What happens when the numbers do not add up?
When a seller fails to disclose defects in the property, or worse yet the property was advertised with false information, the buyer has some options for recourse. Most purchase and sale agreements contain clauses that specify terms of the finalization of sale. Some of these include:
Contingent upon financing - When a buyer is uncertain about getting a mortgage, they may request the seller put a clause in that specifies they can extract themselves from the contract.
Contingent upon appraisal - If the real estate professional or the seller did not provide a recent appraisal prior to the signing of a purchase and sale agreement, this clause may be included. This clause may include a specific appraised value that must be met when the final appraisal is done.
Contingent upon inspection - Inspections are generally ordered once the buyer has secured financing (which is generally contingent upon appraisal and inspection). Inspections should be done on heating/air conditioning systems, electrical systems, roofs, a pest inspection is typically ordered and depending on the state, a sewer or septic inspection must be done. In most cases, one inspector will handle all of the inspections except pest and sewer inspections.
Contract modification may work
If for any reason a property value is lower than expected or there are deficiencies found during inspection, this does not mean that the buyer cannot secure financing or will back out of the sale. Buyers who are determined to own the house will typically elect to work with the seller and modify the contract accordingly. This may involve lowering the purchase price, agreeing to make certain repairs or modifications or other conditions which may be agreed upon between the involved parties. In cases where the seller has agreed to correct any deficiencies, a second inspection (generally paid for by the seller) will be required to ensure that the work is completed satisfactorily.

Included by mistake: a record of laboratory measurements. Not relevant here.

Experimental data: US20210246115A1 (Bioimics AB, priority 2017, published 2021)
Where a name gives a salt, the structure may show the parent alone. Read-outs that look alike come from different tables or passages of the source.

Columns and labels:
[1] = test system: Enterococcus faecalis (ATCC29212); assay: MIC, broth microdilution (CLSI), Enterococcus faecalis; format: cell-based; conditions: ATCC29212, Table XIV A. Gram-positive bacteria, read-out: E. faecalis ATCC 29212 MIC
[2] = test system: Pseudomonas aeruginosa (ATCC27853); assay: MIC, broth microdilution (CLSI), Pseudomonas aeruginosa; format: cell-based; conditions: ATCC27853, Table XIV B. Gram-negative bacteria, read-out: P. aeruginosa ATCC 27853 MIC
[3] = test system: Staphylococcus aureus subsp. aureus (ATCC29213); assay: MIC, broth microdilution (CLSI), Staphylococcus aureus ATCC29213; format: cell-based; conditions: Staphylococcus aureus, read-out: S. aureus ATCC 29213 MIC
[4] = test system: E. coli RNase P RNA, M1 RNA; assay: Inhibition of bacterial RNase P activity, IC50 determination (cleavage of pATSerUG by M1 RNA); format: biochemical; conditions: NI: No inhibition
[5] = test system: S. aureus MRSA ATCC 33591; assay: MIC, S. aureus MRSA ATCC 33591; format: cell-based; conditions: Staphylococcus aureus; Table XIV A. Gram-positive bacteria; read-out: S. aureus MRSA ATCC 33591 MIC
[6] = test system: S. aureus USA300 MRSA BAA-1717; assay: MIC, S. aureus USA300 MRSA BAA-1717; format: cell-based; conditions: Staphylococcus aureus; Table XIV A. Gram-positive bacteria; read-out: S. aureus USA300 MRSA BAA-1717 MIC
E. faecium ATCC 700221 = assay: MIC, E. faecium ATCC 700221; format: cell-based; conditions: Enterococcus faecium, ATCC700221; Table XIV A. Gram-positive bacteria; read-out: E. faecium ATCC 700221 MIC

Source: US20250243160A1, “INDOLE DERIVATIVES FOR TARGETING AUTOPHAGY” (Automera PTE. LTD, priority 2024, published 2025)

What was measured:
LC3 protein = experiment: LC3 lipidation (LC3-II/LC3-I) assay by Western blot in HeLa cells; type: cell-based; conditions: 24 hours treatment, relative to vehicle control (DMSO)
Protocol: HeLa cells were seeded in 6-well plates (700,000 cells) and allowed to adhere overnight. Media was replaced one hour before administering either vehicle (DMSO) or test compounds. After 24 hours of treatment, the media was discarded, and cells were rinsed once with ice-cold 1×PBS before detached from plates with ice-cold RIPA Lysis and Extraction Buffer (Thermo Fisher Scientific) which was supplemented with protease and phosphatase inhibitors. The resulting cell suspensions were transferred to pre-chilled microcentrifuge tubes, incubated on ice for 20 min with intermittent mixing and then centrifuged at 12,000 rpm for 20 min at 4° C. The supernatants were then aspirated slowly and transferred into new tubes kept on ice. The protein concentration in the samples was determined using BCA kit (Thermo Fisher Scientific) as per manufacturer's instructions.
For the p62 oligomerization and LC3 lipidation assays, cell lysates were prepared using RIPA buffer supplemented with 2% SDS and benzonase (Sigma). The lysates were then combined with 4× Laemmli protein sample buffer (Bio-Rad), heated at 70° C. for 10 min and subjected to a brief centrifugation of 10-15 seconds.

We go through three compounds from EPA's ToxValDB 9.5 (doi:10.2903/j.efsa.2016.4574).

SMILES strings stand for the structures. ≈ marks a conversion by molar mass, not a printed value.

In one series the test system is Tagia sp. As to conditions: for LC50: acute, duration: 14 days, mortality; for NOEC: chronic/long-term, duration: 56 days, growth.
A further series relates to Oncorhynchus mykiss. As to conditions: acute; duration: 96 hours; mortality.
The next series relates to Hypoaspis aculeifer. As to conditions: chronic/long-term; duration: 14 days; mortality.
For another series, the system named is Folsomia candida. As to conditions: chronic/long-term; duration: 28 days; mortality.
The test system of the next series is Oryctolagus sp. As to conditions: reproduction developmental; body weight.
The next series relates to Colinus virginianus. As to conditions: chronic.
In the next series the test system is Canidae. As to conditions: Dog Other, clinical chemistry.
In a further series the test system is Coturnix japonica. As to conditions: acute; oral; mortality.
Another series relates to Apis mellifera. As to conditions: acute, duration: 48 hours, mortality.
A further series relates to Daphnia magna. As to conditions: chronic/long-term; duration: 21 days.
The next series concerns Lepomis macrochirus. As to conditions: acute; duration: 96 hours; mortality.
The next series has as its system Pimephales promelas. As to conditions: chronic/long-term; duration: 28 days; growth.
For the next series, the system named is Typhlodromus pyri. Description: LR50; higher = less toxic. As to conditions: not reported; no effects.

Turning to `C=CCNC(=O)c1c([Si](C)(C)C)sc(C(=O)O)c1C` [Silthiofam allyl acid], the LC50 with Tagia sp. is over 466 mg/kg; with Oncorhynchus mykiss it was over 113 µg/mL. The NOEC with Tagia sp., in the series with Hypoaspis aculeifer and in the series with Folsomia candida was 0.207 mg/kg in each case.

Those who are buying a home should also be aware of some of the common items that get overlooked during home inspections. In some cases, inspectors may not completely test a heating or air conditioning system (generally due to weather concerns), floors that may be damaged (but covered with carpeting), defective appliances and other defects. It is crucial that all inspection reports be reviewed carefully as most of them do not guarantee that anything in the home is 100% free of defects.
- Home Inspections Author Danilo Rizzuti via freedigitalphotos.net
- Home Protection Author Renjith Krishnan via freedigitalphotos.net
- Schmit, Julie USA Today, What’s behind home-sales-scuttling low appraisals? http://www.usatoday.com/money/economy/housing/2011-03-01-Appraisals01_ST_N.htm
- U.S. Department of Housing and Urban Development
For Your Protection Get a Home Inspection http://pueblo.gsa.gov/cic_text/housing/inspection/home.htm